Charles F. Cramer, Forbes' legal council to the Veterans Bureau, rocked the nation's capital when he committed suicide in 1923. Cramer was found dead by a maid in his bathroom on the morning of March 14 with a bullet wound to the head. Previously, in the fall of 1922 Cramer had been "bitterly assailed" by the American Legion at Indianapolis over alleged corruption at the Veterans Bureau. Cramer, at the time of his death, was being investigated by a Senate committee and had been criticized and personally attacked. Cramer, himself, had denied charges of corruption and said he had given his "whole-hearted and patriotic service" to the Bureau. Cramer had paid $40,000 in Veteran funds to a private landholder to lease land to build a Veterans Hospital in Camp Kearny, California. The estimated value of the 325-acre land tract was only $8,000. Maj. Gen. John F. O'Ryan conducted the investigation into the Veterans' Bureau. In addition to replacing Forbes with Hines, Harding dismissed or transferred a number of subordinates at the Veteran's Bureau.
Shipping board, office of alien property and prohibition bureau
On June 13, 1921, Harding appointed Albert D. Lasker chairman of the United States Shipping Board. Lasker, a cash donor and Harding's general campaign manager, had no previous experience with shipping companies. The Merchant Marine Act of 1920 had allowed the Shipping Board to sell ships made by the U.S. Government to private American companies. A congressional investigation revealed that while Lasker was in charge, many valuable steel cargo ships, worth between $200 and $250 a ton, were sold for as low as $30 a ton to private American shipping companies without an appraisal board. J. Harry Philbin, a manager in the sales division, testified at the congressional hearing that under Lasker's authority U.S. ships were sold, "...as is, where is, take your pick, no matter which vessel you took." Lasker resigned from the Shipping Board on July 1, 1923.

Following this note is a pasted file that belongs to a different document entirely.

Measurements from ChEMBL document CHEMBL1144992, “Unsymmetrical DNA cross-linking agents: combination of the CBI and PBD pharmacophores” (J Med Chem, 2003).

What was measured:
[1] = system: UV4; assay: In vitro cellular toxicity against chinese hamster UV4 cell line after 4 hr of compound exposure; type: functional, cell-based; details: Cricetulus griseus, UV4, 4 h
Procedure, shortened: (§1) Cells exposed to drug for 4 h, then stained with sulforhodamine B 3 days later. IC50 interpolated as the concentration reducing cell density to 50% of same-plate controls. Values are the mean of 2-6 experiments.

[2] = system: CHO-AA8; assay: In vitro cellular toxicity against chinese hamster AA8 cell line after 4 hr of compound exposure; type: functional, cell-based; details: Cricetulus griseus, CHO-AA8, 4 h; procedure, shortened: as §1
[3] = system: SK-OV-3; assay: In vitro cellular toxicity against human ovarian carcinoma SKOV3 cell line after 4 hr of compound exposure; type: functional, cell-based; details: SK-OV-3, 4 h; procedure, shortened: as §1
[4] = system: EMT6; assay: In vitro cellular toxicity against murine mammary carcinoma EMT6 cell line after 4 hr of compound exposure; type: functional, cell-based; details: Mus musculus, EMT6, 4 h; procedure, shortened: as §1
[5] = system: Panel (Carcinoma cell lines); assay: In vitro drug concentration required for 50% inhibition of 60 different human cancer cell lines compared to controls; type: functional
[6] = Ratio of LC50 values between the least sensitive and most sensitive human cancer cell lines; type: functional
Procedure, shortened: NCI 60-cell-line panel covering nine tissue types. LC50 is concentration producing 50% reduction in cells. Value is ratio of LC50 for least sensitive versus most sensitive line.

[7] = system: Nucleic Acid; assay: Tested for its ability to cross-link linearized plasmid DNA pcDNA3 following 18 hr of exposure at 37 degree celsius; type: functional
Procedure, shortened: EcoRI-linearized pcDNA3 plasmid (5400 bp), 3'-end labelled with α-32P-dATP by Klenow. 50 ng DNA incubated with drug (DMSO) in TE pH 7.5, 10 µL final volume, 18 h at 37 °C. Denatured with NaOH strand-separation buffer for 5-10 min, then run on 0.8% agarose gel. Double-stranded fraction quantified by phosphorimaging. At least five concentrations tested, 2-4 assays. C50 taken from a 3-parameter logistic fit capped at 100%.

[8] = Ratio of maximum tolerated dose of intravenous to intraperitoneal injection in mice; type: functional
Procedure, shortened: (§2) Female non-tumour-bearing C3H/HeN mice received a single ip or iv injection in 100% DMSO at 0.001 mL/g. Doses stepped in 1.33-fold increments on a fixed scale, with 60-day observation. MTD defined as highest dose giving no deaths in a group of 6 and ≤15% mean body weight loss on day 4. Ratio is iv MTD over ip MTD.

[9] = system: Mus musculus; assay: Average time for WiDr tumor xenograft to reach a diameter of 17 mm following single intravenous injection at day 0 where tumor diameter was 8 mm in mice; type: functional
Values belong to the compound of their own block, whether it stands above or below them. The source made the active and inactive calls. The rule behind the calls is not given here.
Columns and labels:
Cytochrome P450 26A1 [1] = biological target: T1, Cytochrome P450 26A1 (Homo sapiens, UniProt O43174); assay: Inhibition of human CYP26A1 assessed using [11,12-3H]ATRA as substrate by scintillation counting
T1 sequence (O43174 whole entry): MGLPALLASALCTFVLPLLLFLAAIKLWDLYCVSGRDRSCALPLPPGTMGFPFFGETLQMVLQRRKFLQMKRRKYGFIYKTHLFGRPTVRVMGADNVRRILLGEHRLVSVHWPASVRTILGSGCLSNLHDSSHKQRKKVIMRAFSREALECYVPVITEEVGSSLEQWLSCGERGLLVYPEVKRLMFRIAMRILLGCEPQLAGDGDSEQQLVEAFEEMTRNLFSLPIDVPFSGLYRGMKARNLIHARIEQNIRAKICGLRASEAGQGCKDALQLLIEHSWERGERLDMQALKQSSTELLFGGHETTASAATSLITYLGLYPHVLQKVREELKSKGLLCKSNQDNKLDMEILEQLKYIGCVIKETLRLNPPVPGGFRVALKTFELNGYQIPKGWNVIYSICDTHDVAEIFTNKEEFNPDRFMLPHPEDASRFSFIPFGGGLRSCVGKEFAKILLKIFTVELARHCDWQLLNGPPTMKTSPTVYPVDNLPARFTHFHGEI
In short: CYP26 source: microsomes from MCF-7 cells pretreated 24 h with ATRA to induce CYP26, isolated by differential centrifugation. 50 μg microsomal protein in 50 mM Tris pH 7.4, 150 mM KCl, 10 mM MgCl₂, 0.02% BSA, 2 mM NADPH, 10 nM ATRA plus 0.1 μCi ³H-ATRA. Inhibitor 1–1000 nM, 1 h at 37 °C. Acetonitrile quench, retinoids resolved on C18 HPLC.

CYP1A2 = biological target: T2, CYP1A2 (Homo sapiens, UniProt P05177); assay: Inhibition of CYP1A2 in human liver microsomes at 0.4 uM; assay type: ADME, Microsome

Thomas W. Miller, head of the Office of Alien Property, was convicted of accepting bribes. Miller's citizenship rights were taken away and he was sentenced to 18 months in prison and a $5,000 fine. After Miller served 13 months of his sentence, he was released on parole. President Herbert Hoover restored Miller's citizenship on February 2, 1933.
Roy Asa Haynes, Harding's Prohibition Commissioner, ran the patronage-riddled Prohibition bureau, which was allegedly corrupt from top to bottom. The bureau's "B permits" for liquor sales became tantamount to negotiable securities, as a result of being so widely bought and sold among known violators of the law. The bureau's agents allegedly made a year's salary from one month's illicit sales of permits.